South Korean adoptees demand probe claiming rights abuses and profiteering | World News

A group of Korean adopters in Europe is urging authorities to investigate their adoptions, which they say are based on forged documents and involve abuses of rights.

About 200,000 South Koreans have been adopted overseas in the past decades, mostly in the 1970s and 80s and mostly to white parents in the US and Europe.

Critics argue that past authoritarian leaders saw adoption as a way to reduce mouths, solve the “problem” of unmarried mothers and deepen relationships. relations with the democratic West.

“Our main goal is that all adoptees should have access to their own real information – background information,” said Peter Moller, lawyer and co-leader of the Danish Rights Korea group , who was adopted in Denmark in 1974.

“We are now fighting for our right to know our own true story,” he added at a press conference in Seoul.

He added that more than 300 applications have been submitted by Korean adopters calling for an investigation Korea Truth and Reconciliation Commission.

The Commission is a government agency responsible for investigating incidents that occurred from the Japanese rule of Korea in 1910 until the end of dictatorship in South Korea in 1993.

Mr. Moller filed documents at the Truth and Reconciliation Commission on November 15
Mr. Moller filed documents at the Truth and Reconciliation Commission on November 15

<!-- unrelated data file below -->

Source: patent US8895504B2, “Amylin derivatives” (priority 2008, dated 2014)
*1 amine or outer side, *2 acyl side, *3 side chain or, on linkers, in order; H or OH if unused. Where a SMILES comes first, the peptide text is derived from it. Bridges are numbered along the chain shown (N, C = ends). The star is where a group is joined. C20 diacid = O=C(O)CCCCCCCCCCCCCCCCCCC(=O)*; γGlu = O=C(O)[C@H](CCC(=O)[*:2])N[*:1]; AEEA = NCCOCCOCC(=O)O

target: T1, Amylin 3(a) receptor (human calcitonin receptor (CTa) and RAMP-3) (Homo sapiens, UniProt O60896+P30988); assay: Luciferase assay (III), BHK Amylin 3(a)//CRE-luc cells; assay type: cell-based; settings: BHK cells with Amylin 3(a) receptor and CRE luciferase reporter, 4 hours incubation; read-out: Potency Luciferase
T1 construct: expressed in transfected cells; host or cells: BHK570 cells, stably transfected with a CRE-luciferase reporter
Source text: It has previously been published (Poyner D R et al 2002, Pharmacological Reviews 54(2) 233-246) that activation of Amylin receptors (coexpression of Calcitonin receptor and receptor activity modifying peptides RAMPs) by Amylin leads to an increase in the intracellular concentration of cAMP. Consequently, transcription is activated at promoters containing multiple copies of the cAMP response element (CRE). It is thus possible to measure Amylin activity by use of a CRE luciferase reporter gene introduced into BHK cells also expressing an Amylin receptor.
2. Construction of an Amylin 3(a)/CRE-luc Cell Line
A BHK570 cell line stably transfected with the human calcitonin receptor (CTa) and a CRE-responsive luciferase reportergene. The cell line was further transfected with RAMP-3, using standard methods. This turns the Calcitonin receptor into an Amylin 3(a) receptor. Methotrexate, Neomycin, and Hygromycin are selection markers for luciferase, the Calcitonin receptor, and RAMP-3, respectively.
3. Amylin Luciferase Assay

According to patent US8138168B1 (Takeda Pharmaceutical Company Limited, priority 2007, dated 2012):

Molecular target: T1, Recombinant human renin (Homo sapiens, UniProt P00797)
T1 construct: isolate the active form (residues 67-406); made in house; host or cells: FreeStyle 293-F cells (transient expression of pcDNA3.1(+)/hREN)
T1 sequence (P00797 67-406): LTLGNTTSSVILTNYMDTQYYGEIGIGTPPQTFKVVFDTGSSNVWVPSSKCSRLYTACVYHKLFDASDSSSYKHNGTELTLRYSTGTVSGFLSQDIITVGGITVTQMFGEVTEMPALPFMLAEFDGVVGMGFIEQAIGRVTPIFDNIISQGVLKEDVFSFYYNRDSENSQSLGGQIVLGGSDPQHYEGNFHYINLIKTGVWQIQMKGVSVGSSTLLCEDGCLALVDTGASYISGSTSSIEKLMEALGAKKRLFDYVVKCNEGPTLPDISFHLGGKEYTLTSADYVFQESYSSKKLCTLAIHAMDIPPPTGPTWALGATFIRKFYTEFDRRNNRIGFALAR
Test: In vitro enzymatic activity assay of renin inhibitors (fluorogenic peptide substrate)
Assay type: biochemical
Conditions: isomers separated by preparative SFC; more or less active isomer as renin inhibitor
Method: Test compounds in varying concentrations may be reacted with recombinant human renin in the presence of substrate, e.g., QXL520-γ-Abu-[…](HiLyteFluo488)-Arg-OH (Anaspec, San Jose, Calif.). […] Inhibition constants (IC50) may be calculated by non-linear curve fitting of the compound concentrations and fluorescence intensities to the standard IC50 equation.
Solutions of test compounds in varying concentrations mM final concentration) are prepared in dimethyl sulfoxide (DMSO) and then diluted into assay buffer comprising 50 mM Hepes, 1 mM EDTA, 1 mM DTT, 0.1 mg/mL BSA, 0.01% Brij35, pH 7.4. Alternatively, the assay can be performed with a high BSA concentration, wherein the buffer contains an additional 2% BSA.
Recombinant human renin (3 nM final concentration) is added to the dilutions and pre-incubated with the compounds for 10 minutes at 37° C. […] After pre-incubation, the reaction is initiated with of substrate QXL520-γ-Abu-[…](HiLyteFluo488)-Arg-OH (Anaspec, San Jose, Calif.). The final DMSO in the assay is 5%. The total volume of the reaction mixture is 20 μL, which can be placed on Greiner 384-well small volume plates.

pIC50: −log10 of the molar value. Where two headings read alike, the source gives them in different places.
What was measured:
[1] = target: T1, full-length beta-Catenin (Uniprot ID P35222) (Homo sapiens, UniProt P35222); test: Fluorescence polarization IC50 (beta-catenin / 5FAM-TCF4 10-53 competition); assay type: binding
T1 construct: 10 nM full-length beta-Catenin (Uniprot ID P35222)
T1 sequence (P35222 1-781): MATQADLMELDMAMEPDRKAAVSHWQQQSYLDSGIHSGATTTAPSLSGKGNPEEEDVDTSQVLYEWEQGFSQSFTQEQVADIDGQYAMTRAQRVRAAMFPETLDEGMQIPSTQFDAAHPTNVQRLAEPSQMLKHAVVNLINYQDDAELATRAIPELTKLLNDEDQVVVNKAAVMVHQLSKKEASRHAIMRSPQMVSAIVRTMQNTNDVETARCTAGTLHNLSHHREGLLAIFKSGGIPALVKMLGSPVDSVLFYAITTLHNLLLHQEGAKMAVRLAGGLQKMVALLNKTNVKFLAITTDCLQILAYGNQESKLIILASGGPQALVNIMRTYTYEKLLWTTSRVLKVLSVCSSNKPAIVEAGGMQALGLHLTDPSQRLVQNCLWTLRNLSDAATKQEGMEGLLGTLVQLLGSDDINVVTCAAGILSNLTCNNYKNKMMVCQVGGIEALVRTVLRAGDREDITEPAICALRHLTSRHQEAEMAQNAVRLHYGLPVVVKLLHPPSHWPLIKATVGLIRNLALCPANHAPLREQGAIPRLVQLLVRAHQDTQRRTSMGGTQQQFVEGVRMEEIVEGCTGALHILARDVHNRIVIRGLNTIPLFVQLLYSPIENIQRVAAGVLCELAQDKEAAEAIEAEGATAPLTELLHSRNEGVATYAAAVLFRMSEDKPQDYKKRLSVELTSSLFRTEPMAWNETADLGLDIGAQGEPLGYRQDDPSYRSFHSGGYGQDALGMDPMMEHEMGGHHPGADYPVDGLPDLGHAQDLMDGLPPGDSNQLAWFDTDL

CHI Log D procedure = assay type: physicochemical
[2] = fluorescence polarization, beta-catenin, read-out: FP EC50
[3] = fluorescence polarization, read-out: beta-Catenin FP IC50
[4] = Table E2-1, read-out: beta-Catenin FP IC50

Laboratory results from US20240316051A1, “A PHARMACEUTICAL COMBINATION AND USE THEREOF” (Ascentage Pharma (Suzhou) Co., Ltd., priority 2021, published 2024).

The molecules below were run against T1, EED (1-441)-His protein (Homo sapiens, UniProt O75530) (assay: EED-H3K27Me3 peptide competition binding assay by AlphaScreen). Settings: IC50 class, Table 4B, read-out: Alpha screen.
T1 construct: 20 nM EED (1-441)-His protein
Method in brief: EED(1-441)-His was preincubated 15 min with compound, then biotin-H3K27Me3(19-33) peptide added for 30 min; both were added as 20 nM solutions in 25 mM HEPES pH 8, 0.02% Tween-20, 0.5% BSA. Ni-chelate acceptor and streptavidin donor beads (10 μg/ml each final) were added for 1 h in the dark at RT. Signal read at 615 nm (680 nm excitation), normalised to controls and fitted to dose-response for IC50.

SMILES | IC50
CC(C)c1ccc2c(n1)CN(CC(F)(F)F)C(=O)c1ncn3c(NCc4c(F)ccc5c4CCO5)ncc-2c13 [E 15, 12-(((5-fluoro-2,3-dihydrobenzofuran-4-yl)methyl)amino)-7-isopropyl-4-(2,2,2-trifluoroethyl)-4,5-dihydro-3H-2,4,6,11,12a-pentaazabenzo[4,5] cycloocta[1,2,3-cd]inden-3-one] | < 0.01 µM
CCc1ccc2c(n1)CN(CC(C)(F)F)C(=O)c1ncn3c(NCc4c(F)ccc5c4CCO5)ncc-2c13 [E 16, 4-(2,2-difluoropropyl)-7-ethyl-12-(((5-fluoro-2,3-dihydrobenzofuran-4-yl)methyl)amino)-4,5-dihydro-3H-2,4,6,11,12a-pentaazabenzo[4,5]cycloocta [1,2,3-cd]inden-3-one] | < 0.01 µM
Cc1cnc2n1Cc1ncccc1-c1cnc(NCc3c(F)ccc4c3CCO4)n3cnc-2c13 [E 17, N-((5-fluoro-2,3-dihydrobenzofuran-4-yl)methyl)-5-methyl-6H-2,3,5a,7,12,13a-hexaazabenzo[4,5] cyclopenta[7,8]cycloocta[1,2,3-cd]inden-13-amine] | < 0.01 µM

Hundreds of applications related to adoption have been submitted by people in Denmark, Norway, the Netherlands, the US and other countries.

Many want the Truth and Reconciliation Commission to find out if the government should be held accountable for its failure to monitor agencies and confirm whether the increase in adoptions was driven by payments and donations. growing from foster parents or not.

It is this claim that many believe agencies have an incentive to create their own supplies.

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Complaints include inaccurate or forged information in adoption documents that falsifies their biological origin, such as false birth names, dates or locations, or details about parents to lay.

“The reason why we want to find out the truth of past incidents is not to punish someone but to resolve resentment (of the adopters) and prevent the recurrence of similar incidents,” activist Min Young Chang read in a joint statement by Korean Citizens’ Groups.

“As we address their resentments, overseas adopters can restore their identities and reconcile with Korean and adoption agencies.”

The commission said it plans to receive applications from adopters on December 9 and make a decision on whether to open an investigation by the end of the month.


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